Background: This report presents the results of confirmatory factor analyses of patterns of comorbidity among 10 common mental disorders in the National Comorbidity Survey, a national probability sample of US civilians who completed structured diagnostic interviews.
Methods: Patterns of comorbidity among DSM-III-R mental disorders were analyzed via confirmatory factor analyses for the entire National Comorbidity Survey sample (N = 8098; age range, 15-54 years), for random halves of the sample, for men and women separately, and for a subsample of participants who were seeing a professional about their mental health problems. Four models were compared: a 1-factor model, a 2-factor model in which some disorders represented internalizing problems and others represented externalizing problems, a 3-factor variant of the 2-factor model in which internalizing was modeled as having 2 subfactors (anxious-misery and fear), and a 4-factor model in which the disorders represented separate affective, anxiety, substance dependence, and antisocial factors.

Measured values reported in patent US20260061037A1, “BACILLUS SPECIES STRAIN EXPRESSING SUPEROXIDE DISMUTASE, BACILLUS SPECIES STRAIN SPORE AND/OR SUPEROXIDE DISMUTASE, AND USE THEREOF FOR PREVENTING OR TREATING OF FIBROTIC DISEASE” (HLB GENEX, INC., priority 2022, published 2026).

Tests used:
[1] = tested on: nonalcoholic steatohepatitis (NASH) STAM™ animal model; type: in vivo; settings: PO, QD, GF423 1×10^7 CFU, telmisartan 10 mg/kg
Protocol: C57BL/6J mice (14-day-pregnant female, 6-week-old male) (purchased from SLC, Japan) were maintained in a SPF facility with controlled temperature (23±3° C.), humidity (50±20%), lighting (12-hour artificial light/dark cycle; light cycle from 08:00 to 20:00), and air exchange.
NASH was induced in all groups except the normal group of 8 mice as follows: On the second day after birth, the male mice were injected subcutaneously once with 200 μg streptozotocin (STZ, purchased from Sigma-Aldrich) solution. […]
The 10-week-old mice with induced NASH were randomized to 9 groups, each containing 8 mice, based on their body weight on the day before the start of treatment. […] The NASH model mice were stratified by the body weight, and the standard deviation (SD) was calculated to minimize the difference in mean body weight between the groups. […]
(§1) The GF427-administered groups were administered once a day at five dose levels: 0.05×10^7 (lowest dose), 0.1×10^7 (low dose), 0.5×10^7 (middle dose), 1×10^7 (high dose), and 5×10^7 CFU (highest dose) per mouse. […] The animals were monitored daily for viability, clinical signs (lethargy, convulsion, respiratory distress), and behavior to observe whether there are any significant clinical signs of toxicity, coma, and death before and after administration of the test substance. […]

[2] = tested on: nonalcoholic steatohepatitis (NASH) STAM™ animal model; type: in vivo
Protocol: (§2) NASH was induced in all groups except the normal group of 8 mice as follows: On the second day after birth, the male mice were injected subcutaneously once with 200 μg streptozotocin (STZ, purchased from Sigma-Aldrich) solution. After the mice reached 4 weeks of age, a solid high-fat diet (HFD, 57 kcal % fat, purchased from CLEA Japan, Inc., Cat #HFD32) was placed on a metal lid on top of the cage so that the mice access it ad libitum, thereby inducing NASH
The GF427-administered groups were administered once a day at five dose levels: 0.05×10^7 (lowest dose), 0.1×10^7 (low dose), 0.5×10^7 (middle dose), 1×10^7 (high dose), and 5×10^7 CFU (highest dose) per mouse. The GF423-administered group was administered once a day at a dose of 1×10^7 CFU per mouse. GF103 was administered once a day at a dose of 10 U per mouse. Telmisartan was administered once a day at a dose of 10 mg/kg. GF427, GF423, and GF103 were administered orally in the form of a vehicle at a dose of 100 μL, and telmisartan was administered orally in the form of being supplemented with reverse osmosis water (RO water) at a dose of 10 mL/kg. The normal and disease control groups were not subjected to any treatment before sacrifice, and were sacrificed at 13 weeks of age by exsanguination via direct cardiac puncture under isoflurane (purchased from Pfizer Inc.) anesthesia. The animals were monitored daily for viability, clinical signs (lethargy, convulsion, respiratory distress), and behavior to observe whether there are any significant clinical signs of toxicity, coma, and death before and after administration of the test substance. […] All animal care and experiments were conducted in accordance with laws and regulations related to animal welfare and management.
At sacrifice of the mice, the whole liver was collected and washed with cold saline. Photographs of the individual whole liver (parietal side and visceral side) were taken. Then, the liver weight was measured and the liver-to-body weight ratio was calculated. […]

Results: The 3-factor model provided the best fit in the entire sample. This result was replicated across random halves of the sample as well as across women and men. The substantial empirical intercorrelation between anxious-misery and fear (0.73) suggested that these factors were most appropriately conceived as subfactors of a higher-order internalizing factor. In the treatment sample, the 2-factor model fit best.
Conclusions: The results offer a novel perspective on comorbidity, suggesting that comorbidity results from common, underlying core psychopathological processes. The results thereby argue for focusing research on these core processes themselves, rather than on their varied manifestations as separate disorders.